Alfie Lamb death: Mother 'put boyfriend first' after car seat tragedy

8 February 2019, 13:56 | Updated: 8 February 2019, 20:18

A young mother has been accused of putting her boyfriend first after he allegedly crushed her toddler to death with his car seat because he was annoyed.

Adrian Hoare, 23, is accused of failing to prevent Stephen Waterson from pushing the chair twice into Alfie Lamb as he sat in the footwell.

As he did so, he allegedly said: "I will not be told what to do by a three-year-old."

Alfie was found unresponsive by paramedics in February 2018 and went into cardiac arrest. He died in hospital three days later from crush asphyxia, the Old Bailey heard.

After the incident, Hoare did not blame Waterson straight away because she said her relationship with the 25-year-old was "just too important", Duncan Atkinson QC claimed.

Alfie collapsed in Waterson's convertible Audi on the way home to Croydon from a shopping trip in Sutton, south London.

As well as Hoare and Waterson, there were two other adults in the car and Alfie and another child were forced to sit in the footwell.

Jurors on Friday were shown CCTV of Alfie, who was 3ft tall, appearing to run to keep up with the group as they left Halfords car park and later returned with their shopping.

Mr Atkinson asked Hoare: "Whose pace are you walking at? What allowances were you making for Alfie's little legs? Why is Alfie having to run?"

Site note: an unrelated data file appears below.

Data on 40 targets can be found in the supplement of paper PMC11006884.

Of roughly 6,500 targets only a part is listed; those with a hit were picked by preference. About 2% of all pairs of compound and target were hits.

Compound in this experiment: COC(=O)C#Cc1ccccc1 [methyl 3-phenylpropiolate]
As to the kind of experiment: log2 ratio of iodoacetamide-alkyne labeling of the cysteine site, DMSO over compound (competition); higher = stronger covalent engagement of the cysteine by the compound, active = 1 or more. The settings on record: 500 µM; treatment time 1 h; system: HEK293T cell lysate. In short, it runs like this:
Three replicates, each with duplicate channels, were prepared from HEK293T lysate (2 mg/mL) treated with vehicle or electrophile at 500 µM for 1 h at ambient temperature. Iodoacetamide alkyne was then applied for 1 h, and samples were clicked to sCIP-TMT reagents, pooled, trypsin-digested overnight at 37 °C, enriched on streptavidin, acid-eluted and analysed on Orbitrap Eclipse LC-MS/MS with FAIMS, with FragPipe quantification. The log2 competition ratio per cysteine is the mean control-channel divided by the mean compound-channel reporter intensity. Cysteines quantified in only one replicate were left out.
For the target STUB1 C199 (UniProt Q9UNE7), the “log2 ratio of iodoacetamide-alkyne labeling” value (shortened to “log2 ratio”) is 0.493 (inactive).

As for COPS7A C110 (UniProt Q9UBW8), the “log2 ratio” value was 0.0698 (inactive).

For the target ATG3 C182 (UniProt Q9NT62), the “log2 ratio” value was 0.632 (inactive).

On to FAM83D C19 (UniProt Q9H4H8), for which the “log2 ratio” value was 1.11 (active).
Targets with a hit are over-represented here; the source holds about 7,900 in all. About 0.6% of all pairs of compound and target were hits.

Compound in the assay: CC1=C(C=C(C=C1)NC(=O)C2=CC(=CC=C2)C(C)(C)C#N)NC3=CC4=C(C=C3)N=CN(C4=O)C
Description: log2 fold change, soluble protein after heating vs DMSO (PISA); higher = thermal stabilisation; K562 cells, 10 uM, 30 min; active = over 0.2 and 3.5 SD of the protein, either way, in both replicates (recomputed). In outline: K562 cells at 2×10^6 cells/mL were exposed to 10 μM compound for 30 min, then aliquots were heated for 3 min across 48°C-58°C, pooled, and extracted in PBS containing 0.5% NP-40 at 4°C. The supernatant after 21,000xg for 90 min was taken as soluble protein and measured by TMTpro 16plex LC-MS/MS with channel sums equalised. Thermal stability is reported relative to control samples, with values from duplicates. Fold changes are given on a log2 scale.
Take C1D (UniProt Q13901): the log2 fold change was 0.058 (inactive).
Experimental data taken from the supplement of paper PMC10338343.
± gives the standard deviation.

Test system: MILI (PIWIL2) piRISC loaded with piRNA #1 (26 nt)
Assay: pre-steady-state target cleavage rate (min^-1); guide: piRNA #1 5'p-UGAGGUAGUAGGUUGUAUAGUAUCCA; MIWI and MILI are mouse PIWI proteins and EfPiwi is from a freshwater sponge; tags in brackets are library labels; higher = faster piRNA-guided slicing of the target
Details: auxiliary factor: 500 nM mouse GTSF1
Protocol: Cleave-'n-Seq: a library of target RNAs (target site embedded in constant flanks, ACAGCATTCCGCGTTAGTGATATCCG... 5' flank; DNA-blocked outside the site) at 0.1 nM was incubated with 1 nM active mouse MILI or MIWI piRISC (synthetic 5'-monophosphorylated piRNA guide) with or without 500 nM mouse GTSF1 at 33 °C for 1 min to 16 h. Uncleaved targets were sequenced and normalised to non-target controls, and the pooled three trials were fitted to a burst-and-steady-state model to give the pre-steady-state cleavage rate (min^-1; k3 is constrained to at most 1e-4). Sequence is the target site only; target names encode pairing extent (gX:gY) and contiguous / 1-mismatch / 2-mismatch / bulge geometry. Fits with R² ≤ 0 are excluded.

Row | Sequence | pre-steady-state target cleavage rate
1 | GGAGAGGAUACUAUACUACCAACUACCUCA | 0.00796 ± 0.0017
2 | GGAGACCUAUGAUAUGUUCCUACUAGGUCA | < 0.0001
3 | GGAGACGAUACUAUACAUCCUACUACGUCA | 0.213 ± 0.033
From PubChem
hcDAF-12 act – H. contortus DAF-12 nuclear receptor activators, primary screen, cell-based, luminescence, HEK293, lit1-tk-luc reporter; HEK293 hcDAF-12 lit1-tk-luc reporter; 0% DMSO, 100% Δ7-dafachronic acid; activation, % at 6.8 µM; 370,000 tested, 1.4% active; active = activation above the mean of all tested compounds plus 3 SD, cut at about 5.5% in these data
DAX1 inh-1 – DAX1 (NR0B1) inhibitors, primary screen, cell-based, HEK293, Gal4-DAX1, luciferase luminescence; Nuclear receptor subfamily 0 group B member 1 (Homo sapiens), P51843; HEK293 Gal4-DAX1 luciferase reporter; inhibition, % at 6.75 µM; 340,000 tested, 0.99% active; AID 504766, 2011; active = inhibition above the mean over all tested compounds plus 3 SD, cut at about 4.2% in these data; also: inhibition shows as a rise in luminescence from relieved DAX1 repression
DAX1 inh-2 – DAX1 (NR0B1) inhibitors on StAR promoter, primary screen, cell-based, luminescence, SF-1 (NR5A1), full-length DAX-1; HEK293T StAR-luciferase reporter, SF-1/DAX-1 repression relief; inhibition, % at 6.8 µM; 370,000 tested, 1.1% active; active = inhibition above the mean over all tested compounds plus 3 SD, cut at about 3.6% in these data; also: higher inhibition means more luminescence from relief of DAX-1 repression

The defendant replied: "It's just the way I walk even if it's just me and Alfie. Alfie always runs."

Mr Atkinson added: "Until he got into that car on the way back from Sutton, he was fine wasn't he?

"And by the time that the car reached Adams Way he was very far from fine, wasn't he? Something had to have happened in that journey?

"So when doctors and police start saying something happened to Alfie, you knew it had to have happened in the car. Were you not thinking it must have been Stephen?"

Hoare replied: "Not straight away."

The prosecutor said Waterson had moved his seat back deliberately and asked if he was annoyed the second time he moved his chair back.

She agreed and added: "To begin with I did not blame anyone for what happened."

Mr Atkinson said: "Was it your relationship with Stephen was just too important?

"Wasn't the reality you just put what Stephen wanted first?"

The defendant denied it.

Earlier, Waterson's lawyer suggested his chair had nothing to do with Alfie's injuries and Hoare must have "done something".

Tana Adkin QC asked Hoare if she was trying to "cover up something you did in the back of the car", which she denied.

Hoare told the court Alfie had previously travelled in the car's footwell.

Ms Atkinson asked Hoare if she slapped Alfie because he said he did not have enough room, to which she said no.

The lawyer said Alfie was crying, screaming, coughing, and calling for his mum when the seat was moved back a second time but Hoare did not pick him up.

Hoare said she would have moved Alfie if she thought he could not breathe, and in hindsight feels like she let Alfie down.

Ms Atkinson added: "You could have kept your son out of that footwell, couldn't you?"

The defendant said: "Yes, but Stephen said we was all going together."

Mr Atkinson observed: "It's all about Stephen."

Hoare, originally from Gravesend, Kent, denies manslaughter, child cruelty and common assault on fellow passenger Emilie Williams.

Waterson denies manslaughter and intimidation of the driver Marcus Lamb.

The couple and Williams have pleaded guilty to conspiring to pervert the course of justice by making false statements to police.